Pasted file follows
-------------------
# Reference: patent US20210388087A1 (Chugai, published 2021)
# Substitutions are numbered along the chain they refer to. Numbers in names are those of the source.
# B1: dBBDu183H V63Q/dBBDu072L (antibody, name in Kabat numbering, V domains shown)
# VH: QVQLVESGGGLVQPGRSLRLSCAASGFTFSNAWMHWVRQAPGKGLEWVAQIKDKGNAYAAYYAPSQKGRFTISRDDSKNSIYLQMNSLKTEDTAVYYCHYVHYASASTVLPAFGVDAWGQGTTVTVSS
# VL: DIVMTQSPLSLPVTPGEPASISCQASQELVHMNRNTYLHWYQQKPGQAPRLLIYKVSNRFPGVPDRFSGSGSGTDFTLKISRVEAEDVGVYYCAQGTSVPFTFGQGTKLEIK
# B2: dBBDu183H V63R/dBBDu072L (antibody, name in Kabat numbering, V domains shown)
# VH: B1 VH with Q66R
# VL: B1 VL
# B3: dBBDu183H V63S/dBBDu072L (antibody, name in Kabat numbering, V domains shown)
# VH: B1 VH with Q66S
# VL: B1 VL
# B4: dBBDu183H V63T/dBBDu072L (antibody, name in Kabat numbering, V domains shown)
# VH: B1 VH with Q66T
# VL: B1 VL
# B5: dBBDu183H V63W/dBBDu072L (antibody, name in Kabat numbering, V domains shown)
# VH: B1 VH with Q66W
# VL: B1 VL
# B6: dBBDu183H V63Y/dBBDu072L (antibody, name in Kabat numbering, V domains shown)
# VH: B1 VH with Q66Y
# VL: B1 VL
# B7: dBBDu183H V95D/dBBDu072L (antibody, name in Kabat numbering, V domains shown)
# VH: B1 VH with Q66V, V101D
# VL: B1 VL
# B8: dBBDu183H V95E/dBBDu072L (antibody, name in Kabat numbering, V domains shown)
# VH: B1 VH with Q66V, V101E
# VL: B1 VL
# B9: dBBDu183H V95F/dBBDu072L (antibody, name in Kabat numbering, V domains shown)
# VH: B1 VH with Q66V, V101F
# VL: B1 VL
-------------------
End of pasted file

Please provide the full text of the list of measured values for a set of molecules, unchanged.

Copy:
# Reference: patent US20210388087A1 (Chugai, published 2021)
# Substitutions are numbered along the chain they refer to. Numbers in names are those of the source.
# B1: dBBDu183H V63Q/dBBDu072L (antibody, name in Kabat numbering, V domains shown)
# VH: QVQLVESGGGLVQPGRSLRLSCAASGFTFSNAWMHWVRQAPGKGLEWVAQIKDKGNAYAAYYAPSQKGRFTISRDDSKNSIYLQMNSLKTEDTAVYYCHYVHYASASTVLPAFGVDAWGQGTTVTVSS
# VL: DIVMTQSPLSLPVTPGEPASISCQASQELVHMNRNTYLHWYQQKPGQAPRLLIYKVSNRFPGVPDRFSGSGSGTDFTLKISRVEAEDVGVYYCAQGTSVPFTFGQGTKLEIK
# B2: dBBDu183H V63R/dBBDu072L (antibody, name in Kabat numbering, V domains shown)
# VH: B1 VH with Q66R
# VL: B1 VL
# B3: dBBDu183H V63S/dBBDu072L (antibody, name in Kabat numbering, V domains shown)
# VH: B1 VH with Q66S
# VL: B1 VL
# B4: dBBDu183H V63T/dBBDu072L (antibody, name in Kabat numbering, V domains shown)
# VH: B1 VH with Q66T
# VL: B1 VL
# B5: dBBDu183H V63W/dBBDu072L (antibody, name in Kabat numbering, V domains shown)
# VH: B1 VH with Q66W
# VL: B1 VL
# B6: dBBDu183H V63Y/dBBDu072L (antibody, name in Kabat numbering, V domains shown)
# VH: B1 VH with Q66Y
# VL: B1 VL
# B7: dBBDu183H V95D/dBBDu072L (antibody, name in Kabat numbering, V domains shown)
# VH: B1 VH with Q66V, V101D
# VL: B1 VL
# B8: dBBDu183H V95E/dBBDu072L (antibody, name in Kabat numbering, V domains shown)
# VH: B1 VH with Q66V, V101E
# VL: B1 VL
# B9: dBBDu183H V95F/dBBDu072L (antibody, name in Kabat numbering, V domains shown)
# VH: B1 VH with Q66V, V101F
# VL: B1 VL